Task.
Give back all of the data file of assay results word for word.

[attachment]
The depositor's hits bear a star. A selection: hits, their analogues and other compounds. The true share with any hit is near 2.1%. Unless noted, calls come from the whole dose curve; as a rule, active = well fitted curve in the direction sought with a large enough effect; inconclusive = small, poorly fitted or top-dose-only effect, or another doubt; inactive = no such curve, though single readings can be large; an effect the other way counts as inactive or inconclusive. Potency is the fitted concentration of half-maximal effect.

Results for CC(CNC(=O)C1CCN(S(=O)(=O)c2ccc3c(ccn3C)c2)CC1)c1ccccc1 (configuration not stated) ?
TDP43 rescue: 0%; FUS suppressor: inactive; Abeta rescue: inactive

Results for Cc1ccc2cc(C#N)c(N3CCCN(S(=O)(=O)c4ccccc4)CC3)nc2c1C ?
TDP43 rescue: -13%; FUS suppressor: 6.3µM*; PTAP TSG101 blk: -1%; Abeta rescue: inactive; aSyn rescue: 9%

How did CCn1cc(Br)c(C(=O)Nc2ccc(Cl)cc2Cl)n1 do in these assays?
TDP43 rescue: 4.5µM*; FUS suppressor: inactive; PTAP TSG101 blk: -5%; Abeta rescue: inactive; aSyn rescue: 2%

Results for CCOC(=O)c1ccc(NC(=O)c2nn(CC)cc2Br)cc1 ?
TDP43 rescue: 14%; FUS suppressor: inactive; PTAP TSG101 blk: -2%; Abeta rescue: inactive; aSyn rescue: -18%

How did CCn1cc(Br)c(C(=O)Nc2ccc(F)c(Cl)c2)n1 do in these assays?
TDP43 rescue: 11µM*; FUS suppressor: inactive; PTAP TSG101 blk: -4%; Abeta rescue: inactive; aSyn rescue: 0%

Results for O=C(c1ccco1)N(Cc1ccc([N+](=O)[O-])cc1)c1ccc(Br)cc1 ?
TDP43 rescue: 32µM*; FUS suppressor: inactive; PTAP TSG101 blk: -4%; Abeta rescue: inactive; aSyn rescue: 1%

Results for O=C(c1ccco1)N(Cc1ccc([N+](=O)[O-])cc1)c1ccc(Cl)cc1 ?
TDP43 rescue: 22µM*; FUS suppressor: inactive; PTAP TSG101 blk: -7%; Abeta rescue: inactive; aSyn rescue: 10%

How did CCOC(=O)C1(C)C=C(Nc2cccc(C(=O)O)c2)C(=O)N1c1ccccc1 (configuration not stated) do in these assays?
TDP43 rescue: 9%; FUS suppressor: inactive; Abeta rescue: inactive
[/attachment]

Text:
The depositor's hits bear a star. A selection: hits, their analogues and other compounds. The true share with any hit is near 2.1%. Unless noted, calls come from the whole dose curve; as a rule, active = well fitted curve in the direction sought with a large enough effect; inconclusive = small, poorly fitted or top-dose-only effect, or another doubt; inactive = no such curve, though single readings can be large; an effect the other way counts as inactive or inconclusive. Potency is the fitted concentration of half-maximal effect.

Results for CC(CNC(=O)C1CCN(S(=O)(=O)c2ccc3c(ccn3C)c2)CC1)c1ccccc1 (configuration not stated) ?
TDP43 rescue: 0%; FUS suppressor: inactive; Abeta rescue: inactive

Results for Cc1ccc2cc(C#N)c(N3CCCN(S(=O)(=O)c4ccccc4)CC3)nc2c1C ?
TDP43 rescue: -13%; FUS suppressor: 6.3µM*; PTAP TSG101 blk: -1%; Abeta rescue: inactive; aSyn rescue: 9%

How did CCn1cc(Br)c(C(=O)Nc2ccc(Cl)cc2Cl)n1 do in these assays?
TDP43 rescue: 4.5µM*; FUS suppressor: inactive; PTAP TSG101 blk: -5%; Abeta rescue: inactive; aSyn rescue: 2%

Results for CCOC(=O)c1ccc(NC(=O)c2nn(CC)cc2Br)cc1 ?
TDP43 rescue: 14%; FUS suppressor: inactive; PTAP TSG101 blk: -2%; Abeta rescue: inactive; aSyn rescue: -18%

How did CCn1cc(Br)c(C(=O)Nc2ccc(F)c(Cl)c2)n1 do in these assays?
TDP43 rescue: 11µM*; FUS suppressor: inactive; PTAP TSG101 blk: -4%; Abeta rescue: inactive; aSyn rescue: 0%

Results for O=C(c1ccco1)N(Cc1ccc([N+](=O)[O-])cc1)c1ccc(Br)cc1 ?
TDP43 rescue: 32µM*; FUS suppressor: inactive; PTAP TSG101 blk: -4%; Abeta rescue: inactive; aSyn rescue: 1%

Results for O=C(c1ccco1)N(Cc1ccc([N+](=O)[O-])cc1)c1ccc(Cl)cc1 ?
TDP43 rescue: 22µM*; FUS suppressor: inactive; PTAP TSG101 blk: -7%; Abeta rescue: inactive; aSyn rescue: 10%

How did CCOC(=O)C1(C)C=C(Nc2cccc(C(=O)O)c2)C(=O)N1c1ccccc1 (configuration not stated) do in these assays?
TDP43 rescue: 9%; FUS suppressor: inactive; Abeta rescue: inactive